|Steve was the best acoustic guitar player I ever saw up close - I'll never forget his playing "It's a sin to tell a lie" or "Talk Backwards" - man, he could make that guitar smoke! Steve's passing left a hole in the nation's music scene that's never been filled. |
"Every time he got on stage, there was a glint in his eye, as if he were saying to the audience, ‘I’m gonna get you,’ and he always did. The love of music just poured out of him.”
|Jethro Burns on mandolin; Steve thought the world of Jethro and all the bluegrass/ blues/ folk singers from whom he drew inspiration.|
Harry Hope's was almost like a concert in your living room. How many artists would put up with an idiot like me taking flash pictures from 20 feet away during a performance? Steve never batted an eye. If you caught him at the bar, he was the sweetest, most humble guy you'd ever want to meet. He was a true gentleman and virtuoso.
Clay Eals, author of the astounding Steve Goodman: Facing the Music mused, "The more I look at your photos, the more I'm convinced the shirt image is of Goodman's face, and yes, with a Shakespeare collar. And that very well could be Dylan with the green hair. Goodman and Dylan crossed paths several times, including in Carly Simon's apartment, at the Philadelphia Folk Festival and at Bell Sound in NYC when he accompanied Goodman on two tracks, "Somebody Else's Troubles" and "Election Year Rag."
|As a live performer, Steve was without equal: a brilliant, charismatic musician. He could ad lib and banter, making even the largest venue seem like an intimate club, which of course is where his roots were. This night was no different; Steve had us rolling in the aisles and marvelling at the warmth of his personality and the joy of his playing and song writing skills. Harry Hope's was the sort of place Steve liked best.|
|Note the grand piano covered with moving blankets on stage. Harry Hope's was a casual venue.|
|That's Alex Bevin on the left. Bevin fronted for Steve at Harry Hope's on the nights of Friday and Saturday, Jan. 25th and 26th, 1980.*|
I still miss Steve and all the wonderful music he gave us back in the day. He's one of the greatest artists Chicago produced, and you all know he loved this city and he loved the Cubs.. guess what, Steve - still no pennant!
*Special thanks to Clay Eals, whose kind assistance helped fill in some of the blanks for me in regards to this cold Friday night so long ago. Chicago Shorty played at Harry Hope's (named after the bar in Eugene Oneill's The Iceman cometh) many times. According to Clay, Steve's appearance there in April, 1975 was the ex-ski-lodge nightclub's first big act, and the cover was $5-6. Harry Hopes lasted 8 years, 'way out in the styxx' as we used to say.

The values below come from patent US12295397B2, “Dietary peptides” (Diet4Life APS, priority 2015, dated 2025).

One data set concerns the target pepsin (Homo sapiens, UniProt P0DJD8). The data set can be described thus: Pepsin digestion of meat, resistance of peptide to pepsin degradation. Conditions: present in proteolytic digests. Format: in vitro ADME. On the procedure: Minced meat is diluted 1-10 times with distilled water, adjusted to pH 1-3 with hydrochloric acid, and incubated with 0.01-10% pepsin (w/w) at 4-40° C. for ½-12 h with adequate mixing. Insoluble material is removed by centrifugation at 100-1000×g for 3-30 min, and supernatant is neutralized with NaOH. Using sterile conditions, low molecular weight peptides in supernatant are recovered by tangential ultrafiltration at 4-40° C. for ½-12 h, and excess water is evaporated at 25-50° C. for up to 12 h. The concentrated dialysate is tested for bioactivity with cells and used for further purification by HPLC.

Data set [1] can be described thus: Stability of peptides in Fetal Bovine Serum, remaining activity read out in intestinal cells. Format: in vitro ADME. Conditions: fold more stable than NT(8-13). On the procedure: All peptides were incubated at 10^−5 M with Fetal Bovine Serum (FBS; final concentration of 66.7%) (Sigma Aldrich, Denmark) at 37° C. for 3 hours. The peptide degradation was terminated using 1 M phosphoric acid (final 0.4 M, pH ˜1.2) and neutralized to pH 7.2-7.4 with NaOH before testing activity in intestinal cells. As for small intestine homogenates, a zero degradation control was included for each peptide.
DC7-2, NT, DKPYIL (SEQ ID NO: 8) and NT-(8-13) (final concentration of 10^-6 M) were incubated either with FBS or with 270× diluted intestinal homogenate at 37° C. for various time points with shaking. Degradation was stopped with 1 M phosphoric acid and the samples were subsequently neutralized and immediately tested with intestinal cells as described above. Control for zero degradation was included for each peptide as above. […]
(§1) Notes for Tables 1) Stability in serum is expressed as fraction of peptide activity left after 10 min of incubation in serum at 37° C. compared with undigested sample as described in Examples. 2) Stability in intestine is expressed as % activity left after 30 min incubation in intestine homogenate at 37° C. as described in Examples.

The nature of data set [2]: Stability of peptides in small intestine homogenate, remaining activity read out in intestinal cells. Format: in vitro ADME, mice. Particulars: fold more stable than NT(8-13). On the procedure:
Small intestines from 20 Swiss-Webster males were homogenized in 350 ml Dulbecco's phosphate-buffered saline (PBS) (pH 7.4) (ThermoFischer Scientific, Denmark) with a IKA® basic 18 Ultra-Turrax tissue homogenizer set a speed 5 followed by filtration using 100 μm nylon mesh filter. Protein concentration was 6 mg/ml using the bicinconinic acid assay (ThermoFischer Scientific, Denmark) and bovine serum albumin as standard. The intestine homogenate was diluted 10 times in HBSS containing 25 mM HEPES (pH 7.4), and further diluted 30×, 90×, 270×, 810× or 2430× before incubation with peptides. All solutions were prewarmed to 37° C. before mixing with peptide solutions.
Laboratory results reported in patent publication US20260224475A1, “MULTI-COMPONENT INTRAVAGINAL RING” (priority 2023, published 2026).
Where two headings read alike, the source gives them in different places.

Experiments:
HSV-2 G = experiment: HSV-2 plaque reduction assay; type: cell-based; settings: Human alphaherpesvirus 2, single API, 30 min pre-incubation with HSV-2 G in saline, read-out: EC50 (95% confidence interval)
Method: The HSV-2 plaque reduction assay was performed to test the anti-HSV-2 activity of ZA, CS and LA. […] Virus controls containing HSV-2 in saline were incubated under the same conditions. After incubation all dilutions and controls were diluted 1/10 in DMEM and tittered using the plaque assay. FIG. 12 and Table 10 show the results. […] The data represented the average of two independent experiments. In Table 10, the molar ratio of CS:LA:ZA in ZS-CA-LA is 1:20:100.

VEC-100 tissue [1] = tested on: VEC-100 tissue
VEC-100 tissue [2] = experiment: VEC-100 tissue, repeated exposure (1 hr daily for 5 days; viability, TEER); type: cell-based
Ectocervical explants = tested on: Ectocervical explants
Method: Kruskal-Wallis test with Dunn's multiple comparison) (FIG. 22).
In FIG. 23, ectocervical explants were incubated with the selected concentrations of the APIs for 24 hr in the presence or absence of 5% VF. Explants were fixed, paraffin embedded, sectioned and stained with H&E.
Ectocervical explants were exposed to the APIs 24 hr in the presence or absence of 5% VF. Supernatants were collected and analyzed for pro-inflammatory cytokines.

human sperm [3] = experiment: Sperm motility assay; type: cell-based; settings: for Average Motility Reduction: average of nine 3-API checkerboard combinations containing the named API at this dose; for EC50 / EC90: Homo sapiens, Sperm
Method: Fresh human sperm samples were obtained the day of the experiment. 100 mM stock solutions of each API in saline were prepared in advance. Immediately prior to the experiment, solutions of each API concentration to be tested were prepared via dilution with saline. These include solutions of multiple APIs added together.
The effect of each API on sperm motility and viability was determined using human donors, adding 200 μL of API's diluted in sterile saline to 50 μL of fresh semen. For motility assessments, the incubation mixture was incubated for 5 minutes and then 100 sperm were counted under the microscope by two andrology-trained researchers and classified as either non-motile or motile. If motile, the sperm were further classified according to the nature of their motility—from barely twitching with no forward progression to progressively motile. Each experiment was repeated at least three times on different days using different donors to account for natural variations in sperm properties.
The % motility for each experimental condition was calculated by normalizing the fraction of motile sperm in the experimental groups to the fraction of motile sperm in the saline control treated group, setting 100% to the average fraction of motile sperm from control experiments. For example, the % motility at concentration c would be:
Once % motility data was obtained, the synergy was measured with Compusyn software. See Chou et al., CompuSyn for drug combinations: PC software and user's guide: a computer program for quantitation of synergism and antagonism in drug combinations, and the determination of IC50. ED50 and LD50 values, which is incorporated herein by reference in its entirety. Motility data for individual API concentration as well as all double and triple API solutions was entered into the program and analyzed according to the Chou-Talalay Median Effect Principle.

A helpful Goodman fan saw these photos and identified himself as one of the audience members. I won't say which one, but it involved "..the 'then slight' bald spot" and he reminisced Steve first played a song called "Ballad of Flight 191," about the crash of an American Airlines plane that literally lost an engine and plowed into an open field next to a trailer park less than a mile from the end of runway 32 right at Chicago's O'Hare Field in May of 1979. Steve had written the song for National Public Radio, as part of a series which included "Daley's Gone, Election Year rag, and The 20th Century's Almost Over," among others.
He recalled the refrain Steve sang, "Why, oh why did that plane fall from the sky?" A poignant memory for me, because I had been taking pictures of planes taking off from that runway just 3 weeks before the crash. I had climbed on top of a utility shed at the Tollway Oasis along I-90, scarcely 1500 feet from where the plane went down. And I knew 3 of the people killed, two friends on the plane who were on their way to a new married life in California, having just bought a new house there; and a family friend was killed while working in a garage engulfed in the fireball from the spilled fuel; he was incinerated before he could get out from under the car he was working on.
It was a heart-rending tragedy for many people, and especially for the City of Chicago which Steve loved with all his heart; It's apparent the event moved Steve very deeply, and his lament speaks to his innate sense of compassion for and connection to his fellow man.
I hope you're all aware of Clay Eals' 8-years-in-the-making Magnum Opus, Steve Goodman: Facing the Music. It's "..an exhaustively researched, passionately written biography of one of folk music's real treasures."
You can find it at Amazon: http://www.amazon.com/Steve-Goodman-Facing-Clay-Eals/dp/1550227327
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